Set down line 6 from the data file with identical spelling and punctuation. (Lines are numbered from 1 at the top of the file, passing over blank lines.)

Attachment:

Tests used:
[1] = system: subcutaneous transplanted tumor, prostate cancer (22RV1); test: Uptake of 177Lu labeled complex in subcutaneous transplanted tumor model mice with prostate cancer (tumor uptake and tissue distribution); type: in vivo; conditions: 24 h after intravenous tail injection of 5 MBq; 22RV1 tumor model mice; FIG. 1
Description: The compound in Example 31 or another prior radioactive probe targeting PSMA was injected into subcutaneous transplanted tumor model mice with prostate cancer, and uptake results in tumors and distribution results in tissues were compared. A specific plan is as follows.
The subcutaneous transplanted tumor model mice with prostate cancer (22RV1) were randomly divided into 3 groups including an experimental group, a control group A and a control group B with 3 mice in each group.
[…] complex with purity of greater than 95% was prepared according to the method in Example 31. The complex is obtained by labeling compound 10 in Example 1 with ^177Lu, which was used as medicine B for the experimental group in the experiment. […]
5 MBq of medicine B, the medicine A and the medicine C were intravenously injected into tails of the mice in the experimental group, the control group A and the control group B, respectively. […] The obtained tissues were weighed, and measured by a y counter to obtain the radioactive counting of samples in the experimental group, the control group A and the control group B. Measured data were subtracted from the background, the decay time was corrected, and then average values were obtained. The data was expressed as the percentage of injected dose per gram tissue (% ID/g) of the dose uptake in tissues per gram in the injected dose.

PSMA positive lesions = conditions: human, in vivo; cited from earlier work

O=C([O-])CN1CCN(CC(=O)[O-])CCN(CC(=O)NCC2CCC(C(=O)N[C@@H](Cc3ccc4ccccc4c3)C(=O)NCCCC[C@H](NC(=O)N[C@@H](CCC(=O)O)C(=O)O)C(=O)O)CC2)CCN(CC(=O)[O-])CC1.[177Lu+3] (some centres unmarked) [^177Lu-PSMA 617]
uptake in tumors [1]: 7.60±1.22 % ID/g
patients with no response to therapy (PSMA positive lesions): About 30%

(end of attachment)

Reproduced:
5 MBq of medicine B, the medicine A and the medicine C were intravenously injected into tails of the mice in the experimental group, the control group A and the control group B, respectively. […] The obtained tissues were weighed, and measured by a y counter to obtain the radioactive counting of samples in the experimental group, the control group A and the control group B. Measured data were subtracted from the background, the decay time was corrected, and then average values were obtained. The data was expressed as the percentage of injected dose per gram tissue (% ID/g) of the dose uptake in tissues per gram in the injected dose.